DIYing A High End Camera Arm

One of the first purchases for anyone looking to shoot video should be a tripod. Key to getting clean and stable shots, they can nevertheless be limiting in their range of motion. Wanting something a little more high-end, but dissatisfied with the high cost of commercial options, [Alexandre Chappel] decided to build his own camera arm.

The build is based around square alumiunium tubing, with the high-tolerance material acting as the arm’s vertical and horizontal rails. 3D printed brackets and adapters are used to bolt everything together, along with several printed components used as drilling guides to help accurately machine the aluminium tubes. Adjustment is built into the carriages that travel along the rails, to help account for any slop in the 3D printed parts. A counterweight system is then installed to ensure the camera doesn’t hit the floor when not in the locked position.

It’s a tidy build, and one that has given [Alexandre] far more flexibility to shoot than his existing tripods. Additionally, adjusting the camera position is much quicker than before. Of course, when you’re building your own rigs, the sky is the limit. Video after the break.

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Giant Bearing Is At The Heart Of A Camera Mount

We bet you have all some cool part in your bin that is just gnawing at you to build something cool. That doodad, possibly from a garage sale, surplus store, or clearance rack deserves a project fitting of its near-infinite potential. [isaac879] finally marries a giant ball bearing with his passion for photography in the form of a pan-tilt camera mount for his Canon DSLR. The problem with tossing your golden-ticket part into a project is that not everyone has a MacGuffin, or a brand new one might be bank-breakingly expensive, so he does us a favor and makes a drop-in replacement that you can print and fill with 6mm brass bbs. This sort of thing is why we love hackers.

The camera mount has the features we expect to see in a robust stepper mount, such as infinite spinning, time delay, and an Xbox controller interface. Inside the base is the industrial bearing or its plastic replica, and that wide base won’t be tipping over anytime soon. Gearing all around is of the herringbone style, of the type you find in classroom pencil sharpeners because they transfer power smoothly. Speaking of things going smoothly, we enjoyed his assembly montage where every part fits together perfectly and there is not a naughty word to be uttered. Just like real life.

If you like homemade bearings, check out this slew bearing that looks like it was made with Perler beads, and we have a self-aligning camera tripod mount for the photography buffs.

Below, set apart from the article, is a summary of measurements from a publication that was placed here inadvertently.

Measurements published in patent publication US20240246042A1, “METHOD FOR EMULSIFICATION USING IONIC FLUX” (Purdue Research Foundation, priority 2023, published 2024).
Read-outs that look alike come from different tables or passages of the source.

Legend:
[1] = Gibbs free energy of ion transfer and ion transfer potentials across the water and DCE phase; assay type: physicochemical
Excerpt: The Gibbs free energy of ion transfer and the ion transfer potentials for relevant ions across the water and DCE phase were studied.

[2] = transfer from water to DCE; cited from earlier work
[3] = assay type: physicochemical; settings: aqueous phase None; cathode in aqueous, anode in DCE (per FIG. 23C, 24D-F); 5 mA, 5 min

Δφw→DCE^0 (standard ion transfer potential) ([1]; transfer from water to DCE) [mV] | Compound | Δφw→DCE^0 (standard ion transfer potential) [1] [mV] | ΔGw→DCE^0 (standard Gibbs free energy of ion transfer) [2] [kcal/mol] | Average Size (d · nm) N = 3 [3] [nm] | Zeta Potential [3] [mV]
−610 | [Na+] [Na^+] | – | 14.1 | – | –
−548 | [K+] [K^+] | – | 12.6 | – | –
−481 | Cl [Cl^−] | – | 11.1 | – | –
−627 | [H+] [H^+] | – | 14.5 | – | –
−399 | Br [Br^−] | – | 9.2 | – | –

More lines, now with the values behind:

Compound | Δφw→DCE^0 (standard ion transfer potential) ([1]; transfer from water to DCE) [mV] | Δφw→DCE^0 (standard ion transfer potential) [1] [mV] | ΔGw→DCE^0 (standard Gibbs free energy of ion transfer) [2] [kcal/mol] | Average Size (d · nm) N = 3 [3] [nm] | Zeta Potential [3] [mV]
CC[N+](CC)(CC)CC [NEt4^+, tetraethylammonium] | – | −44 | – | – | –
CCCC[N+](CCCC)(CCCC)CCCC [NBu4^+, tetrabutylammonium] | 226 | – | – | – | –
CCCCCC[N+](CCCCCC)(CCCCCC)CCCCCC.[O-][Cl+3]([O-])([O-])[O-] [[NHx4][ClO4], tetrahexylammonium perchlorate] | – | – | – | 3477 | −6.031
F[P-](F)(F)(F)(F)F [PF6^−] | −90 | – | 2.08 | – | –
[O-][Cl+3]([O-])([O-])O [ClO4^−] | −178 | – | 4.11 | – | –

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A Modular Mounting System Via 3D Printing

When working with cameras or other tools, it can often be useful to have some manner of stand or tripod to hold things in position, freeing up one’s hands for other tasks. Unfortunately, when it comes to smaller cameras and devices like smartphones and tablets, there are few standardized solutions. [yyh1002] has skirted the problem by creating a customizable modular mounting system, and it’s taken the 3D-printing world by storm.

The system was inspired by GoPro mounts, which are a system of plastic arms and screws that can effectively position the small devices in all manner of orientations. [yyh1002]’s system is GoPro-compatible, using the same fasteners and similar geometry, and tons of other modelers have added on.

The parts are 3D printed and consist of a series of arms, clamps and joints that can be configured to suit the task at hand. Source files are available, which allows custom version to be made. This is useful for modifying parts like phone holders to suit different models, to avoid fouling buttons or interfering with camera placement. Thus far, the community has contributed parts as diverse as G-clamps, camera mounts, and parts to mate to Playstation controllers. (Editor’s note: I’m actually printing out a Pi Zero case from this series as I edit this post. Coincidence!)

It’s a useful system, and we look forward to seeing more parts uploaded in future. Meanwhile, don’t forget – it’s remarkably easy to tripod mount just about anything.

A 3D Printed Kinematic Camera Mount

[Enginoor] is on a quest. He wants to get into the world of 3D printing, but isn’t content to run off little toys and trinkets. If he’s going to print something, he wants it to be something practical and ideally be something he couldn’t have made quickly and easily with more traditional methods. Accordingly, he’s come out the gate with a fairly strong showing: a magnetic Maxwell kinematic coupling camera mount.